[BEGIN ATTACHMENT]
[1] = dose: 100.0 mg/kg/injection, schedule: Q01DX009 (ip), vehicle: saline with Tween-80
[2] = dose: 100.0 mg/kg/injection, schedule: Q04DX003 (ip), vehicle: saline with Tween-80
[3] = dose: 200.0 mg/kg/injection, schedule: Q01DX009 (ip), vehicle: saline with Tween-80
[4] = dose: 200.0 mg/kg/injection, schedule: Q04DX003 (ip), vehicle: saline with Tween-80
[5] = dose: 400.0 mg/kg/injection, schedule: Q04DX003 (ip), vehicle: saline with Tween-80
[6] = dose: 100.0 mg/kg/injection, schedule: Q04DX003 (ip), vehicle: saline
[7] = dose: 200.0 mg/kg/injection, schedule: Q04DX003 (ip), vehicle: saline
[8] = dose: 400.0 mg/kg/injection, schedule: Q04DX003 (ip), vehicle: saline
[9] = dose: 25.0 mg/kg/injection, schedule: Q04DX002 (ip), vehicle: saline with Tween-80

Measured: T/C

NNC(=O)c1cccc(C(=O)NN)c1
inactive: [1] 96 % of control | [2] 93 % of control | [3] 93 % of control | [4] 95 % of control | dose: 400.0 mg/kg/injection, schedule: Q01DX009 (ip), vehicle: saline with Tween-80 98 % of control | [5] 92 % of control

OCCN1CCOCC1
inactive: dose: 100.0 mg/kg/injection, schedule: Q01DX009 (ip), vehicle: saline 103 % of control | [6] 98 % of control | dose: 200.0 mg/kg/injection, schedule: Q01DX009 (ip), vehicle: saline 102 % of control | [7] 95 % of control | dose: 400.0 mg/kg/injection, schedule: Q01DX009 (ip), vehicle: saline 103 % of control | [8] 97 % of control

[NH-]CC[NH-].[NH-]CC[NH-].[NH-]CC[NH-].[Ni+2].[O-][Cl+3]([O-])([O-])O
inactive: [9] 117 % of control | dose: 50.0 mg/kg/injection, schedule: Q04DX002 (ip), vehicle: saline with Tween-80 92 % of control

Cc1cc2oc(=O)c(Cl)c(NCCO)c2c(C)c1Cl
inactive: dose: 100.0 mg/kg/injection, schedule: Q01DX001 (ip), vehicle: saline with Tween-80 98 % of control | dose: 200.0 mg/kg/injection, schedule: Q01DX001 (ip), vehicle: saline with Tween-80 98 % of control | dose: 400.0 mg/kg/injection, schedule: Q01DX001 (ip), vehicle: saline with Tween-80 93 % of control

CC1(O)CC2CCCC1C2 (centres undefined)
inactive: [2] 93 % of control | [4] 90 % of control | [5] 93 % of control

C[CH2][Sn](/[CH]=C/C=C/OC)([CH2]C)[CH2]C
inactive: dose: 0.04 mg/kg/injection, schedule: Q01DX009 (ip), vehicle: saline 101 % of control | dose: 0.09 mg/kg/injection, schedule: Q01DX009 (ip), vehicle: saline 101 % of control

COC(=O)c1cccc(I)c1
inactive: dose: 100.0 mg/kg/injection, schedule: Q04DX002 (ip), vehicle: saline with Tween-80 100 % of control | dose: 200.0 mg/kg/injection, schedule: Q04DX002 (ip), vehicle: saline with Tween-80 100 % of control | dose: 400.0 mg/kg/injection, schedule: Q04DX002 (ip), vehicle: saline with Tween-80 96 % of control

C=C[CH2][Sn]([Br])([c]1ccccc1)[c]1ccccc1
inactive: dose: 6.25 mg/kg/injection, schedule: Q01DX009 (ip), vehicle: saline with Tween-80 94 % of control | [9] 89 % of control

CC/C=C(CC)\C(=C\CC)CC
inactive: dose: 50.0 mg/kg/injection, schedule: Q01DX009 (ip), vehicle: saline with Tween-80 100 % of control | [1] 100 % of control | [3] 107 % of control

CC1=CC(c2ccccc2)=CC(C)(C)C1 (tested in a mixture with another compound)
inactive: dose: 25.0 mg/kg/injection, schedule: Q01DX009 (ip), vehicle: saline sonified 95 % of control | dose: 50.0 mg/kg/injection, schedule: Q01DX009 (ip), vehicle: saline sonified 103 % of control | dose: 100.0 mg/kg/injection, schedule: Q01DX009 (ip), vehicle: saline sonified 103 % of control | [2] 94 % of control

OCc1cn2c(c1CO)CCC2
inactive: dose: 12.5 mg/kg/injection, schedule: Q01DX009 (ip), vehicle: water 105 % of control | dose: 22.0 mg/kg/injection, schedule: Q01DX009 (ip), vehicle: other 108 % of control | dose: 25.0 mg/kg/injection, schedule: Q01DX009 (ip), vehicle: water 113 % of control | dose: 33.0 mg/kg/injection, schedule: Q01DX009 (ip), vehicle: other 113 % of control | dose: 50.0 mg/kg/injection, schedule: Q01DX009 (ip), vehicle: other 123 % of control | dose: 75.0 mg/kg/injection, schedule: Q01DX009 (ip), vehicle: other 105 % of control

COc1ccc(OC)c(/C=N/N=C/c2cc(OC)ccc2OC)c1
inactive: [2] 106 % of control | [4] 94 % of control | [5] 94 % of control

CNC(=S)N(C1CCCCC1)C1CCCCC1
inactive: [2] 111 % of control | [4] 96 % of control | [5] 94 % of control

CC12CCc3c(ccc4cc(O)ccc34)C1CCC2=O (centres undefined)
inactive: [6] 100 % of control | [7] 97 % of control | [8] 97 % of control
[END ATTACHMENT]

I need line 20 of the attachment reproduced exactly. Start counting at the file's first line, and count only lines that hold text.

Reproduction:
inactive: [2] 93 % of control | [4] 90 % of control | [5] 93 % of control